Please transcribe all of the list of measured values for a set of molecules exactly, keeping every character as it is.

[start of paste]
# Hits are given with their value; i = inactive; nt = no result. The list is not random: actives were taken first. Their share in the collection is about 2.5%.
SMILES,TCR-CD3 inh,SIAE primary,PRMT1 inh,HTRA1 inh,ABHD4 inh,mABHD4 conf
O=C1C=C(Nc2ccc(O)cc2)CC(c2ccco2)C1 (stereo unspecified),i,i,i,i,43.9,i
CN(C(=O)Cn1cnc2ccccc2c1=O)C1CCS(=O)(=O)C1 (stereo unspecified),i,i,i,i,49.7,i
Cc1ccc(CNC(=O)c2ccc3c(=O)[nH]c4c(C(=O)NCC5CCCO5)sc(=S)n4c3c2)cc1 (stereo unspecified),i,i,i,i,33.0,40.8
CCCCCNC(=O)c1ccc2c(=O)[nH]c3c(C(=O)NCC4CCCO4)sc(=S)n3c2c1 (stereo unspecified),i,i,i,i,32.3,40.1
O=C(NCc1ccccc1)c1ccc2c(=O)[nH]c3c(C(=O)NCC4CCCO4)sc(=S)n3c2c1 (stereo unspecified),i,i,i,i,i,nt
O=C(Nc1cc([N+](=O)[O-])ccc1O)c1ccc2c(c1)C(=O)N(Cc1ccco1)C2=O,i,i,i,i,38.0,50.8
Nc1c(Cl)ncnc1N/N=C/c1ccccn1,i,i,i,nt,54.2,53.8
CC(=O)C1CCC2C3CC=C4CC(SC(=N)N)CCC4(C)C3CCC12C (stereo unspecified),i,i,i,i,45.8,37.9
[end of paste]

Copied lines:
# Hits are given with their value; i = inactive; nt = no result. The list is not random: actives were taken first. Their share in the collection is about 2.5%.
SMILES,TCR-CD3 inh,SIAE primary,PRMT1 inh,HTRA1 inh,ABHD4 inh,mABHD4 conf
O=C1C=C(Nc2ccc(O)cc2)CC(c2ccco2)C1 (stereo unspecified),i,i,i,i,43.9,i
CN(C(=O)Cn1cnc2ccccc2c1=O)C1CCS(=O)(=O)C1 (stereo unspecified),i,i,i,i,49.7,i
Cc1ccc(CNC(=O)c2ccc3c(=O)[nH]c4c(C(=O)NCC5CCCO5)sc(=S)n4c3c2)cc1 (stereo unspecified),i,i,i,i,33.0,40.8
CCCCCNC(=O)c1ccc2c(=O)[nH]c3c(C(=O)NCC4CCCO4)sc(=S)n3c2c1 (stereo unspecified),i,i,i,i,32.3,40.1
O=C(NCc1ccccc1)c1ccc2c(=O)[nH]c3c(C(=O)NCC4CCCO4)sc(=S)n3c2c1 (stereo unspecified),i,i,i,i,i,nt
O=C(Nc1cc([N+](=O)[O-])ccc1O)c1ccc2c(c1)C(=O)N(Cc1ccco1)C2=O,i,i,i,i,38.0,50.8
Nc1c(Cl)ncnc1N/N=C/c1ccccn1,i,i,i,nt,54.2,53.8
CC(=O)C1CCC2C3CC=C4CC(SC(=N)N)CCC4(C)C3CCC12C (stereo unspecified),i,i,i,i,45.8,37.9